Evans Bay group will fight runway extension
EVANS Bay people are gearing up to oppose the extension of Wellington Airport to take long-haul international flights.
Some 100 Wellingtonians who turned out to a meeting in Hataitai agreed to form the Guardians of Evans Bay to prepare a case against extending the runway’s northern approaches 300 metres out into the harbour.
Evans Bay is an iconic part of the harbour and the extension would be “a real intrusion and destroy its beauty”, said meeting organiser Richard Randerson.
He questioned whether it was even necessary, saying the economic case was weak, and he was concerned about the potential environmental side-effects, including increased noise pollution.
Author Dame Fiona Kidman (pictured here: DomPost Image), who attended the meeting, said the runway would detract from what made the bay special: “We love Wellington for its environment and we want to protect it.”
According to minutes from the meeting, other issues included permanent alteration of the harbour’s coastline, detrimental effects on boaties and the disenfranchising of Wellington ratepayers if Wellington City Council acted as both project promoter and decision maker for the resource consent.
Economic concerns were based on doubts over the accuracy of the economic forecast and claims about increased international flights, citing other airports in New Zealand which had expanded to varying degrees of success.
The meeting passed a resolution creating a group to take “all steps necessary” to stop the proposed 10-metre-high runway extension and keep residents informed about the campaign.A second move to oppose extending the runway at its southern end was voted down.
She said economic benefits could include the creation of an extra 300 jobs for the region (other estimates are as high as 1000).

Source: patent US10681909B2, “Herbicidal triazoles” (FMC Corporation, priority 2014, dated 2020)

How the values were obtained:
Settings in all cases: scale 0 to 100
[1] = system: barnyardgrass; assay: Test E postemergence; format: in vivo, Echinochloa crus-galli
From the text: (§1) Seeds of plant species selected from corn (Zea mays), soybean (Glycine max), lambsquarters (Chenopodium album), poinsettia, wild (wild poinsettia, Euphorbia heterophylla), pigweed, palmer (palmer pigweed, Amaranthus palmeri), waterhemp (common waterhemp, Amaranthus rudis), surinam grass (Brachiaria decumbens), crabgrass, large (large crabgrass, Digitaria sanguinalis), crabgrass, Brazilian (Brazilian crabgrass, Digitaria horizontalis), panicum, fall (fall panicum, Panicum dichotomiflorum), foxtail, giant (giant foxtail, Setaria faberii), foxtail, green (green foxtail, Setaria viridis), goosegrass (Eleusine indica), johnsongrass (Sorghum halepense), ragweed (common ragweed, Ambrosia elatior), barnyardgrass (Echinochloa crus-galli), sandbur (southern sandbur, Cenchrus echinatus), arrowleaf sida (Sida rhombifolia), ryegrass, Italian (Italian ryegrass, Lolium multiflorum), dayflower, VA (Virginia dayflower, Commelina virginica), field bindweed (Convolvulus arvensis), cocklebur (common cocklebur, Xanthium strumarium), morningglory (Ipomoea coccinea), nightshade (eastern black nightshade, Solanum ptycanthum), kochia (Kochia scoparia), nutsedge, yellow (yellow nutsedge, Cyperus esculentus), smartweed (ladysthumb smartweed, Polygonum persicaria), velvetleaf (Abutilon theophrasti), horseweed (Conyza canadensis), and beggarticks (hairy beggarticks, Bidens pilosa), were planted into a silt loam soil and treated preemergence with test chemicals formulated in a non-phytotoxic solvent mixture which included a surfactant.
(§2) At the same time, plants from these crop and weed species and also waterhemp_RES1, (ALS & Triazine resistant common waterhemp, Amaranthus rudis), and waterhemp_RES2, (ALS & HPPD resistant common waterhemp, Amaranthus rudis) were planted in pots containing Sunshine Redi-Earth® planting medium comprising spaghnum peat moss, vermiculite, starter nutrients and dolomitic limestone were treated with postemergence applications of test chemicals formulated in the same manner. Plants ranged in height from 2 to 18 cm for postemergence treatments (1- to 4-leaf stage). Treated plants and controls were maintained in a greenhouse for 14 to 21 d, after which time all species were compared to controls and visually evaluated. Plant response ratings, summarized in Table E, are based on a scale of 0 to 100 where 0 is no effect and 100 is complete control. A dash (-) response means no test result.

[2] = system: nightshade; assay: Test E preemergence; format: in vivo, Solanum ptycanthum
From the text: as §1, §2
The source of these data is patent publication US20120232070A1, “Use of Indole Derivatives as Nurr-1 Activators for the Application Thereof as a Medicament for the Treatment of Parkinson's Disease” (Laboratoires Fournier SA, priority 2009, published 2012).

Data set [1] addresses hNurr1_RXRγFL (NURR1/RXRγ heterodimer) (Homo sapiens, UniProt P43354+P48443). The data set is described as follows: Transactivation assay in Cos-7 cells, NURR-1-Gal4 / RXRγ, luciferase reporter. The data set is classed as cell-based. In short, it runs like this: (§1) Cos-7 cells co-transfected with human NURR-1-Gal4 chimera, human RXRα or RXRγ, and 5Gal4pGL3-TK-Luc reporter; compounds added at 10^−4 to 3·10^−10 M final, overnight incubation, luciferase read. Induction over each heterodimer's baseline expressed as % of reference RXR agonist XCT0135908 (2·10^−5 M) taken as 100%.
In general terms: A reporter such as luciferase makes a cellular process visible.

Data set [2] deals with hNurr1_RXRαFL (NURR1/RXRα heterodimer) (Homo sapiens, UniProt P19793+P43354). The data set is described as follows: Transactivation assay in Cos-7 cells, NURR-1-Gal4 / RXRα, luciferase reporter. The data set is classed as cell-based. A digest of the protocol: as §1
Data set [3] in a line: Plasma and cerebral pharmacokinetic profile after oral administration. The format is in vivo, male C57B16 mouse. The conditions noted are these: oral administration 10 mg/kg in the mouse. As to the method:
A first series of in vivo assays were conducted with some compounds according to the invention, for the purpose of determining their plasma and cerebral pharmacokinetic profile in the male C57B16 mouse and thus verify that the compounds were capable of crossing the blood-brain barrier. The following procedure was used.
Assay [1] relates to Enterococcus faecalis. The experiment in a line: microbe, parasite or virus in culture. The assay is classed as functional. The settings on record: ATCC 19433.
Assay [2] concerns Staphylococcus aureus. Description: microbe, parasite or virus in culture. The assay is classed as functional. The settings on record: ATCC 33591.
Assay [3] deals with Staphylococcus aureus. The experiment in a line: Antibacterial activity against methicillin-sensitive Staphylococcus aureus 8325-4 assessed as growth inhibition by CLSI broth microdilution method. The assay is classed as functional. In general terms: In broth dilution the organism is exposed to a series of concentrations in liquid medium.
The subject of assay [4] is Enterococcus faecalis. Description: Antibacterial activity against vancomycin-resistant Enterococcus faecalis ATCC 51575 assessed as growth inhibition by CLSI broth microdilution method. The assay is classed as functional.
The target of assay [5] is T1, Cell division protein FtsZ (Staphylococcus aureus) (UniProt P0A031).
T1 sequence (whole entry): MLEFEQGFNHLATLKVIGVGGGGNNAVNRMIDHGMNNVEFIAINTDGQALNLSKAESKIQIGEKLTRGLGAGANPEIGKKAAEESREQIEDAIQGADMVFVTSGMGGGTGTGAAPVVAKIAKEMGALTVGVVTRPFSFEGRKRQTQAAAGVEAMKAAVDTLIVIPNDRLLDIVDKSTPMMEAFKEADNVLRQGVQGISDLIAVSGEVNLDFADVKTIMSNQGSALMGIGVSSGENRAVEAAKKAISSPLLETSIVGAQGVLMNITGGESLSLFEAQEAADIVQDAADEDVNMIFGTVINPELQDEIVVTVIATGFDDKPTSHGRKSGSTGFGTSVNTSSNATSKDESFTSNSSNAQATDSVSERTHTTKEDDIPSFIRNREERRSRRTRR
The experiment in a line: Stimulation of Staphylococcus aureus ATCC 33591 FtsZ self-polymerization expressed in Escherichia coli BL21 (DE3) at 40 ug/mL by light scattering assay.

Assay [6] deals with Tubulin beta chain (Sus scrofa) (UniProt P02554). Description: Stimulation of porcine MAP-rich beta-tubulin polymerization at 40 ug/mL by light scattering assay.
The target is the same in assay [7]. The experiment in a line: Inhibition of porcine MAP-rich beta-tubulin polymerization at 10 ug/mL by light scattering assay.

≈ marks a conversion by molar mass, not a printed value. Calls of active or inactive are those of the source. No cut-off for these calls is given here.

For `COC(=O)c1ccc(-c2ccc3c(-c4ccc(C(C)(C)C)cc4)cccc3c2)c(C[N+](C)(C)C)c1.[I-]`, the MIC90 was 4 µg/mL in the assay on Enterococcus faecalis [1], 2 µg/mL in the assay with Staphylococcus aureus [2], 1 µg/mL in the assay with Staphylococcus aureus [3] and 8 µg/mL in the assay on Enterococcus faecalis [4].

In conjuncture with the city’s current tourism drive in Asia, specifically China, the potential for the extension to attract long-haul flights from Asia could bring 10,000 extra students to the region, along with creating a wider global audience for tourist attractions and arts events.
Expanding into Evans Bay was more practical than pushing the runway out to the south, she told the meeting.
The runway extension – which will take the runway length to 2300 metres – is expected to take two years in the resource consent stage and then a further five years for construction, at a cost of $300 million.
The council has agreed 11-2 to split the $2 million share of the resource consent process with Wellington airport.
Residents concern surrounding the environmental impact on the area were strong, with one resident stating that once the coastline was changed, it was changed for good, so a detailed investigation on the possible environmental effects was needed.
The meeting decided next steps for Guardians of Evans Bay would be further establishing the group, looking at the environmental effects and preparing a case for the resource consent hearings.